• Steroid Hormone: Estradiol • Estradiol, for example: – Is released by follicle cells in the _______ of females. – Binds to ________ within the ______ of various cell types, ultimately causing target cells to: • Differentiate (mammary gland cells during puberty). • Proliferate (endometrial cells lining the uterine wall). • Produce and secrete its own hormones (hypothalamic neurons).
  • Other Hormone Receptors • Non-lipid soluble (non-steroid) hormones bind to receptors on plasma ________. • Signal ____________: – Conversion of an extracellular signal (hormone) to an intracellular signal.
  • Signal Transduction Pathways • Involve several steps. • Message is _________ as it changes form.
  • Non-Steroid Hormone: Epinephrine • Epinephrine is a non-steroid hormone: – Produced and released by the _______ glands in response to short-term stress. – Binds to epinephrine ________ embedded in the cell membranes of liver cells: • Triggers a signal transduction cascade that ultimately activates phosphorylase: – Enzyme that helps convert glycogen to ________.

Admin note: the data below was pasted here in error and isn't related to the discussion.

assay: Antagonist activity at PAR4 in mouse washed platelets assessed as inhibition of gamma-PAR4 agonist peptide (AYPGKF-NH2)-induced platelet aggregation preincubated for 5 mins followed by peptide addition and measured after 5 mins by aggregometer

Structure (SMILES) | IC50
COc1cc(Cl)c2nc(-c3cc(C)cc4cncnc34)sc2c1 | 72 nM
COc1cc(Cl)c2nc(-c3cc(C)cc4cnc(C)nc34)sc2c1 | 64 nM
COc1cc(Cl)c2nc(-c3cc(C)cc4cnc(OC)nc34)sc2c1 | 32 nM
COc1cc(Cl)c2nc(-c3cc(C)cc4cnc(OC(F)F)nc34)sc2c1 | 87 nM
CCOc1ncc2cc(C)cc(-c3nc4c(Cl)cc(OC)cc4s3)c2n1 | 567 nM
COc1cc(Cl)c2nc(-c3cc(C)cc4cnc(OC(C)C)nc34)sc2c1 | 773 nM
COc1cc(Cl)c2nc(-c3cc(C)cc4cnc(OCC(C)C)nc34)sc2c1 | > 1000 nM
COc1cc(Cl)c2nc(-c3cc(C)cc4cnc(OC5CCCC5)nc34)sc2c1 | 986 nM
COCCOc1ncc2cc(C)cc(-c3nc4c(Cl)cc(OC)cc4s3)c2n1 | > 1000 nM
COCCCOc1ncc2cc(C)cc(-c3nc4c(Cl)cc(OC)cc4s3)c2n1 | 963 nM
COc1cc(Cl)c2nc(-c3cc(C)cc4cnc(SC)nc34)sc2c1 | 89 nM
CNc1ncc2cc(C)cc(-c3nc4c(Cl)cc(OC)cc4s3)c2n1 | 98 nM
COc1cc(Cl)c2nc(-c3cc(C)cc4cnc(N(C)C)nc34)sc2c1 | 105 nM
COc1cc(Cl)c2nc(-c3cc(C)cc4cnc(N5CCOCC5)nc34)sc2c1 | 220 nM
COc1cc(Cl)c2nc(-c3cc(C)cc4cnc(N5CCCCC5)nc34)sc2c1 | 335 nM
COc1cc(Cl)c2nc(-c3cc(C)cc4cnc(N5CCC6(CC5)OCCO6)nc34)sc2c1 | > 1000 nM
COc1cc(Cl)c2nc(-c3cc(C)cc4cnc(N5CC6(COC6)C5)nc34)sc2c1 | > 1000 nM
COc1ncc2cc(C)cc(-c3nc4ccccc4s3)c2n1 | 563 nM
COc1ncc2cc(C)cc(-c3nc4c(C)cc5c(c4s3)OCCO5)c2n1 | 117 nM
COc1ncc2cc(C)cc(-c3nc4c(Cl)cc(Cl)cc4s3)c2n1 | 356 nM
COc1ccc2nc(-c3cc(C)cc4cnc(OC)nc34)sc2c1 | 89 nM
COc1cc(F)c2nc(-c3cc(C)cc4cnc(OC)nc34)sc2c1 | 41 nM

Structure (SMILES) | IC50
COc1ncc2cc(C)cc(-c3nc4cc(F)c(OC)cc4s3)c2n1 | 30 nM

• Signal Transduction Pathways • G-protein cascades: – Binding of hormone to receptor activates a _____ inside the cell, which then in turn activates other proteins inside the cell. – e.g. Epinephrine binding to epinephrine receptor on liver cell membranes. • Enzyme-linked receptor cascades: – Binding of hormone to receptor triggers a cascade of phosphorylation events inside cell. • Usually, the hormone-bound receptor is the first target to be phosphorylated. (Autophosphorylation) – e.g. _______ binding to insulin receptor on liver cell membranes.
  • G-Protein Cascades • G-protein initially in “___” conformation. • Signal (hormone) binds to _______.
  • G-Protein Cascades • Receptor changes _____ and activates. • G-protein activates (turns on) and ____.
  • G-Protein Cascades • Activated G-protein binds to and activates an _____. • Enzyme catalyzes formation of a ______ messenger. • Second messenger triggers a ______.
  • Second Messengers • ________ intracellular signaling molecules. • May open ion ______ or activate protein kinases. • Protein _______: – Enzymes that activate/inactivate other proteins by adding phosphate groups to them (phosphorylation).
  • Epinephrine Action • 1.) Epinephrine binds to and activates the epinephrine _______ on liver cell membranes. • 2.) Receptor activates an intracellular _______: – G-protein activates an enzyme, adenylyl cyclase. • 3.) Adenylyl cyclase catalyzes the formation of a second messenger, cyclic AMP (_______).